Crimea, the Fed, China and Gold – Mineweb

Americans borrowing record amount to buy cars – CNBC
Undoing the Structural Damage to Potential Growth – NY Times
It Turns Out “Harsh Weather” Is Boosting The Economy – Zero Hedge
Crimean Crisis: All Eyes on Merkel – Spiegel
Why Apple Is Hiring More Engineers in China – WSJ
Chinese plead for Canada to let them immigrate – AP
Housing market shows signs of cooling after decade of growth – China Daily
Pimco Sees Canadian Housing Market Falling as Much as 20 Percent – Bloomberg
Think Gen Y will prop up Canada’s housing market? Think again – Globe & Mail
Banking Contributes a Lot Less Value Than You Thought – Naked Capitalism
Fed Tapering News and Emerging Markets – San Francisco Fed
Fed Talk Shifts to Higher Rates – Fed Watch


Tulips, Bitcoins, and Bubbles

Bitcoin appears to be hanging in there as the U.S. dollar price of the virtual currency is surging anew today, no doubt influenced by geopolitical unrest and some certainty about the fate of its once number one exchange Mt. Gox that has now officially gone belly-up.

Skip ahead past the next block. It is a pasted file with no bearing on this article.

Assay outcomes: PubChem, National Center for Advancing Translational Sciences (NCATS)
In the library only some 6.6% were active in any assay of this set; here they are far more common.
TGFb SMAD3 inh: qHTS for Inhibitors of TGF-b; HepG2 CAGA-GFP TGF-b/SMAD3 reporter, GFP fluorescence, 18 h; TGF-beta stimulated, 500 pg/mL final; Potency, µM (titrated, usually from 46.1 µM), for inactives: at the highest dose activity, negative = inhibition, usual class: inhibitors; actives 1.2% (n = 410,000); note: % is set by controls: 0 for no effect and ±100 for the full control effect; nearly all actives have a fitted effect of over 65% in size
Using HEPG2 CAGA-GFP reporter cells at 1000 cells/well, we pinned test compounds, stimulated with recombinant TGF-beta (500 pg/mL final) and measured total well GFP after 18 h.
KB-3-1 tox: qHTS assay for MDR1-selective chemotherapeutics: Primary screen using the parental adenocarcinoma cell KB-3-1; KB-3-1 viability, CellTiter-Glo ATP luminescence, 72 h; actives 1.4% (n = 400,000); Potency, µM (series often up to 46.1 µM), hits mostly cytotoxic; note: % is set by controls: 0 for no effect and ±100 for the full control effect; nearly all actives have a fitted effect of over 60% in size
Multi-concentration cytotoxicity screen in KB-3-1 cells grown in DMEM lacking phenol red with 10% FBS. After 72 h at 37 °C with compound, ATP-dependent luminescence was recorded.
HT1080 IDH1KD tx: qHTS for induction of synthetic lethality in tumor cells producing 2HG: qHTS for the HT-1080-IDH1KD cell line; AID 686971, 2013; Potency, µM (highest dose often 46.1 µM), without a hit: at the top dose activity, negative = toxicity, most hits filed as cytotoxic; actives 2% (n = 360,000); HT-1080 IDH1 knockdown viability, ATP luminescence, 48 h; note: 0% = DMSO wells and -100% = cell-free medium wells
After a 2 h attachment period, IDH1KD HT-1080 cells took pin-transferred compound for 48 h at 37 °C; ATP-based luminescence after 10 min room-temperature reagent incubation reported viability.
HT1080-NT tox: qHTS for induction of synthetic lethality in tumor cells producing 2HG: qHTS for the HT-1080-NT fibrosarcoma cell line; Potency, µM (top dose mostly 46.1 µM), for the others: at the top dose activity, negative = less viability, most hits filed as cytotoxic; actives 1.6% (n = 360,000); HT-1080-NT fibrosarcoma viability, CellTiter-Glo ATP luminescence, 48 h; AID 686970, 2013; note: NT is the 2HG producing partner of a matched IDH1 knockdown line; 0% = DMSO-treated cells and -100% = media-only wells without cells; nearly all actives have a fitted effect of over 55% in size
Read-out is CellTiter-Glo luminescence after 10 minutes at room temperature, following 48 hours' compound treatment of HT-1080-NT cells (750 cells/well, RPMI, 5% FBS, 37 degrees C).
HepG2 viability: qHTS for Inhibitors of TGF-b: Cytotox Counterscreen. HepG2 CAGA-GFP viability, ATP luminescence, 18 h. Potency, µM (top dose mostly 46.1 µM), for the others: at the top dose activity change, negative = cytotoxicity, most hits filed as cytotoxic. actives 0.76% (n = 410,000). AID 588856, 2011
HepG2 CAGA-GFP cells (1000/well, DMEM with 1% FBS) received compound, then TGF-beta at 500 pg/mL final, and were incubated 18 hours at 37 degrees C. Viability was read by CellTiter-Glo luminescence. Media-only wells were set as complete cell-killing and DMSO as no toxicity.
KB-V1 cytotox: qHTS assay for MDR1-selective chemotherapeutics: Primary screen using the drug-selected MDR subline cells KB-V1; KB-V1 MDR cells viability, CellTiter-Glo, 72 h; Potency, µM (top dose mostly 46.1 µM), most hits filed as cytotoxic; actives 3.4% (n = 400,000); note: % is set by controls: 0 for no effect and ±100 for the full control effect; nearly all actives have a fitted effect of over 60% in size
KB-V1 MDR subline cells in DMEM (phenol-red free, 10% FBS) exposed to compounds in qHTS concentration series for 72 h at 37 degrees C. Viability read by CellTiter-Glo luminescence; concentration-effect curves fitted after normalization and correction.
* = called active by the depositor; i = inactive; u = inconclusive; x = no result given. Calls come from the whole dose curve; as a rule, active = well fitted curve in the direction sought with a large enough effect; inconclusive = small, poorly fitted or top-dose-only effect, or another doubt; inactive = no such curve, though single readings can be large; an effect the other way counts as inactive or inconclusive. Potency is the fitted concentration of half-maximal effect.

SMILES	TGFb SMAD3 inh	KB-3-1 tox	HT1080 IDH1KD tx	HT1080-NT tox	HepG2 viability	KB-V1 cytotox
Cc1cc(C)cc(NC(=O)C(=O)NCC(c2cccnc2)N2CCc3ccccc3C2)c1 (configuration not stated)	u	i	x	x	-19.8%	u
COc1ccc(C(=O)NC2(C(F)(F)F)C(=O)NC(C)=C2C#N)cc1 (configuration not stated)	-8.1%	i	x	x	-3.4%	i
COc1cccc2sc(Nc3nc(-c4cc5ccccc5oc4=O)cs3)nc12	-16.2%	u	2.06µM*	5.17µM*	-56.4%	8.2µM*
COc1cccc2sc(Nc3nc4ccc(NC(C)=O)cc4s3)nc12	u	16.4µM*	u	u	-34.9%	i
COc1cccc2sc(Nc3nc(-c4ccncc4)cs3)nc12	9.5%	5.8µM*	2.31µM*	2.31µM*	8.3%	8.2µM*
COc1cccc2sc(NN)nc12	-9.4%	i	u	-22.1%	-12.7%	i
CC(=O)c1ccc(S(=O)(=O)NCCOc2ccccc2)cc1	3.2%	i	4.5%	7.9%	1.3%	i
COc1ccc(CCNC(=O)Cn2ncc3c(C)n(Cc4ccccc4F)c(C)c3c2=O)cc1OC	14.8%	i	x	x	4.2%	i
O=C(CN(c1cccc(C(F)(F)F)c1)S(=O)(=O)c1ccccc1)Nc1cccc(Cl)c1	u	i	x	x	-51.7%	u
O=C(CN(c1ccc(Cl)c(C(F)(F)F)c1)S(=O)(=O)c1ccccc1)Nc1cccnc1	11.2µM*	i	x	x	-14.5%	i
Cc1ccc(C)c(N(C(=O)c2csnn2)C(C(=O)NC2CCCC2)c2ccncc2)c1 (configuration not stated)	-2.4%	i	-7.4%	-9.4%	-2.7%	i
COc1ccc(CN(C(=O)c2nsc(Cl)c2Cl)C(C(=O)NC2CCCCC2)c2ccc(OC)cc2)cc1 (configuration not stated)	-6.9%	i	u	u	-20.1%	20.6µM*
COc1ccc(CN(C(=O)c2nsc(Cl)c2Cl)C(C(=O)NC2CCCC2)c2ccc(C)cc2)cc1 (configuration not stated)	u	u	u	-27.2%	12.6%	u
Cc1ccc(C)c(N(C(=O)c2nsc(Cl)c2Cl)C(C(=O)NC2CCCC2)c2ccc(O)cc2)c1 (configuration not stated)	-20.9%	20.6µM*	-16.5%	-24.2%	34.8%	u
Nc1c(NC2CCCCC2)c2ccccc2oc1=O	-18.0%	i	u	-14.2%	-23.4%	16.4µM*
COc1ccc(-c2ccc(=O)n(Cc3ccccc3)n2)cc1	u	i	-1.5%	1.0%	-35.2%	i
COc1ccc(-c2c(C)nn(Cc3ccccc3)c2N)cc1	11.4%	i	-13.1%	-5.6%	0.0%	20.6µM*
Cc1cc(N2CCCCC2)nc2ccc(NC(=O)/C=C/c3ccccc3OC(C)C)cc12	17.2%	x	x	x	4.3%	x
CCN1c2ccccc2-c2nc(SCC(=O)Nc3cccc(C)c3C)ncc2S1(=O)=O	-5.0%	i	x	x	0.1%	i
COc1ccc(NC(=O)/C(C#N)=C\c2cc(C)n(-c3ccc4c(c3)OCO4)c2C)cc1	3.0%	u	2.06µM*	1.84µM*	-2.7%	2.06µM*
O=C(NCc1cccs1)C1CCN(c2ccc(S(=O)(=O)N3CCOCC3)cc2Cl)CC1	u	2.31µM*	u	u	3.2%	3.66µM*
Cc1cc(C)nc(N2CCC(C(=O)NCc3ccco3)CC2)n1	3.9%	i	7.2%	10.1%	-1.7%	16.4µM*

This story in China Daily doesn’t hold out much hope for the currency over the long run, noting the current mania looks “worse than the Dutch tulip bubble that peaked in 1637, when tulip bulb prices skyrocketed before suddenly collapsing“. Interestingly, there are some critical comments about the virtual currency from an official from China’s central bank along with this curious cartoon where it’s not entirely clear what the gold bar is thinking.

According to the latest data from Coindesk, Bitcoins are worth nearly 20 percent more this afternoon than they were this morning and that’s a big part of the reason why its hard to take this currency very seriously as anything other than a grand experiment that has resulted in a speculative boom and partial bust.

From $13 last year to over $1,200 and then back to $0 if you happened to have dealt with Mt. Gox, the ongoing demand for Bitcoins is probably more a testament to how much people dislike government money than how much they like Bitcoin.

Tagged with:  
© 2010-2011 The Mess That Greenspan Made